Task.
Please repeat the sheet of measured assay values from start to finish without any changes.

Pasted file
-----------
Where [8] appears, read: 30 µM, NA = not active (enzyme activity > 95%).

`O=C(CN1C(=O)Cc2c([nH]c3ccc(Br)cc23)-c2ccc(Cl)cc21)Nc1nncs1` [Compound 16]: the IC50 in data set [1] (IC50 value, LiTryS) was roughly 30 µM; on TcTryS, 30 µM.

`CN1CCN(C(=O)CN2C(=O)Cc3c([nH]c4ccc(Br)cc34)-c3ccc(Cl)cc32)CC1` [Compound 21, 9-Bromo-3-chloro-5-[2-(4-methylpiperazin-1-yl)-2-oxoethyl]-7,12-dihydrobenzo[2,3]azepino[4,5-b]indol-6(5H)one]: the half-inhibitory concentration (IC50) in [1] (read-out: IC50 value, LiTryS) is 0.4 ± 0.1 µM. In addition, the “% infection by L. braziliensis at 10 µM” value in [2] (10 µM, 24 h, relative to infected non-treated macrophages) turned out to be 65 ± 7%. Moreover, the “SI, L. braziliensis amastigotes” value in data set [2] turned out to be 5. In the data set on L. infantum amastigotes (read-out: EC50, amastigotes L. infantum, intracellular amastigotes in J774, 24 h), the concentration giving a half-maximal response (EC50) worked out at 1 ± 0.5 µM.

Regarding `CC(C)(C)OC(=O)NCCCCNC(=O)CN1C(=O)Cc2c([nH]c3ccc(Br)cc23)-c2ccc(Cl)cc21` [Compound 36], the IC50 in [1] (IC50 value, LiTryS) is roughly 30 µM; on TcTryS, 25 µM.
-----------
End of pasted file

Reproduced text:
Where [8] appears, read: 30 µM, NA = not active (enzyme activity > 95%).

`O=C(CN1C(=O)Cc2c([nH]c3ccc(Br)cc23)-c2ccc(Cl)cc21)Nc1nncs1` [Compound 16]: the IC50 in data set [1] (IC50 value, LiTryS) was roughly 30 µM; on TcTryS, 30 µM.

`CN1CCN(C(=O)CN2C(=O)Cc3c([nH]c4ccc(Br)cc34)-c3ccc(Cl)cc32)CC1` [Compound 21, 9-Bromo-3-chloro-5-[2-(4-methylpiperazin-1-yl)-2-oxoethyl]-7,12-dihydrobenzo[2,3]azepino[4,5-b]indol-6(5H)one]: the half-inhibitory concentration (IC50) in [1] (read-out: IC50 value, LiTryS) is 0.4 ± 0.1 µM. In addition, the “% infection by L. braziliensis at 10 µM” value in [2] (10 µM, 24 h, relative to infected non-treated macrophages) turned out to be 65 ± 7%. Moreover, the “SI, L. braziliensis amastigotes” value in data set [2] turned out to be 5. In the data set on L. infantum amastigotes (read-out: EC50, amastigotes L. infantum, intracellular amastigotes in J774, 24 h), the concentration giving a half-maximal response (EC50) worked out at 1 ± 0.5 µM.

Regarding `CC(C)(C)OC(=O)NCCCCNC(=O)CN1C(=O)Cc2c([nH]c3ccc(Br)cc23)-c2ccc(Cl)cc21` [Compound 36], the IC50 in [1] (IC50 value, LiTryS) is roughly 30 µM; on TcTryS, 25 µM.